It is always wise to determine your personality, lifestyle and relationship to food before jumping into any “diet” plan. It could influence whether you succeed or fail.
What I enjoy about counseling is that every patient is different, keeping me on my toes. But all new sessions begin with the Guess Why I Can’t Lose game. Some tell me what I want to hear while others deny they even have a problem. “I don’t have a problem, my husband has the problem! He’s pushing me to lose!” But I can’t assist anyone until they understand there’s a crisis. They’re in denial. I can’t fix what someone won’t recognize as broken. The first step in overcoming is awareness.
Another denial is if the doctor circled obese on their chart. “I am NOT obese. I’m only sixty pounds overweight – how dare he call me obese!” (More importantly, every pound of fat requires 2-7 extra miles of blood vessels. That’s stressing the heart!)
Or we play their hide and seek game: “Unless you discover my hidden insecure pysche, I’m terrific!” Having perfectionist tendencies tends to feel like admitting any mistake is a chink in their armor. Believe me I won’t think less of them and success will come faster. In counseling, the more we discovered together, the more the patient recognized the challenge to address.
The saddest scenario however is when someone desperately searches for drastic methods to lose weight, without knowing how their lifestyle affects their eating habits. Such was the case with “Sheila.” who underwent stomach reduction surgery in the mid ’90s. This surgery was considered permanent then.
Why a doctor would have endorsed an operation like that for someone who lived for food is beyond me. The doctors I worked for would never have approved such surgery unless it was a lifesaving procedure.
Sheila loved everything about food! She enjoyed the taste, texture, cooking, baking, dining with friends, exploring new restaurants and entertaining in her luxurious home. Life was one big party! As a teenager she was a healthy 125 pounds but over the years she lost control. She believed all her problems would be over if she only had the surgery. Then she’d return to her normal weight and carefree lifestyle once again.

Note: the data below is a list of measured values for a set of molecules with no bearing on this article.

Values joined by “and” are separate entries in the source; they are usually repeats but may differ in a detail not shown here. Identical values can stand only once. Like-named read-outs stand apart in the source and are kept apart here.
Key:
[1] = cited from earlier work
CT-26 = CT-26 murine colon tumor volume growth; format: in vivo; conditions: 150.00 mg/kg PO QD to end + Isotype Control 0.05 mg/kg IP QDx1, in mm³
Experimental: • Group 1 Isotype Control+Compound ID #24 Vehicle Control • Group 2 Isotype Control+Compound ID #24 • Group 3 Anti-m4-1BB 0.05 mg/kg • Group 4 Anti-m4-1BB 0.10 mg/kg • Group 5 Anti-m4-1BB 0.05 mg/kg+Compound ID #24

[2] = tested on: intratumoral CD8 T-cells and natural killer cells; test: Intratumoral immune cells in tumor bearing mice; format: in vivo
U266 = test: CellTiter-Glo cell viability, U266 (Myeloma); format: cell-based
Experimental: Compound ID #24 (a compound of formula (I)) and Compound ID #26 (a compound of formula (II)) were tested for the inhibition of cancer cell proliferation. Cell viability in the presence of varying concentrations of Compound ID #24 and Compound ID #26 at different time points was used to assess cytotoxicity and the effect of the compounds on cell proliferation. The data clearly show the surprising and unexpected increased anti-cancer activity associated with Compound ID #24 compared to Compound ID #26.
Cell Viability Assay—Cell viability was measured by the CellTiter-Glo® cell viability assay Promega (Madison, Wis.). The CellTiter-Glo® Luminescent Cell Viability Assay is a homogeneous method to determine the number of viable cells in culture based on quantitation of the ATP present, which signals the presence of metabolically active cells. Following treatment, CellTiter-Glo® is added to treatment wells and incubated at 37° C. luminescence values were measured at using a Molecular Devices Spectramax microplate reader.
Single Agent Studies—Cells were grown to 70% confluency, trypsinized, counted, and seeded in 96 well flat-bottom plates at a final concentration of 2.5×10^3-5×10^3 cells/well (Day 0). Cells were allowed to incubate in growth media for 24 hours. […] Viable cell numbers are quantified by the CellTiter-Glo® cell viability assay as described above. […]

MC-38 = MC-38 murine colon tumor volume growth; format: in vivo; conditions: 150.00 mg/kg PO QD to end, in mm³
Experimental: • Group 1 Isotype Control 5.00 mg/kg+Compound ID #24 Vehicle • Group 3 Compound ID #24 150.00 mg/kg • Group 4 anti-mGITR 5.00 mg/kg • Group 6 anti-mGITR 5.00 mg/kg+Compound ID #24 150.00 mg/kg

What Sheila didn’t understand was that eating normally again as she knew it, would never happen. For someone whose world revolved around food this was a living nightmare she’d never wake up from. After the surgery, she could only consume 2 ounces of food at any one time while her friends dined on thick steaks, French fries, buttery rolls plus dessert. She became jealous, angry at having lost her eating pleasures.
Why she hadn’t realized she’d have to drastically reduce her portion sizes was puzzling. Sheila never acknowledged if she hadn’t understood the consequences or if the doctor failed to emphasis this essential restriction. She only knew that when others enjoyed Thanksgiving with all the fixings, she ate two ounces of pretty much nothing. She suffered from depression, malnutrition, anemia and anger issues, despising herself for her impulsive action.
There’s a safer way. Talk to a qualified nutritional counselor first before taking drastic steps or attempting crazy diet plans. It’s the same adage as “when all else fails, pray.” Actually we should go to God first. Not as an after-thought. God wants you healthy and so do we!
“Why spend your money on what is not bread, and your labor on what does not satisfy? Listen carefully to me, and eat what is good, and let your soul delight itself in rich food.” (Isaiah 55:2) ISV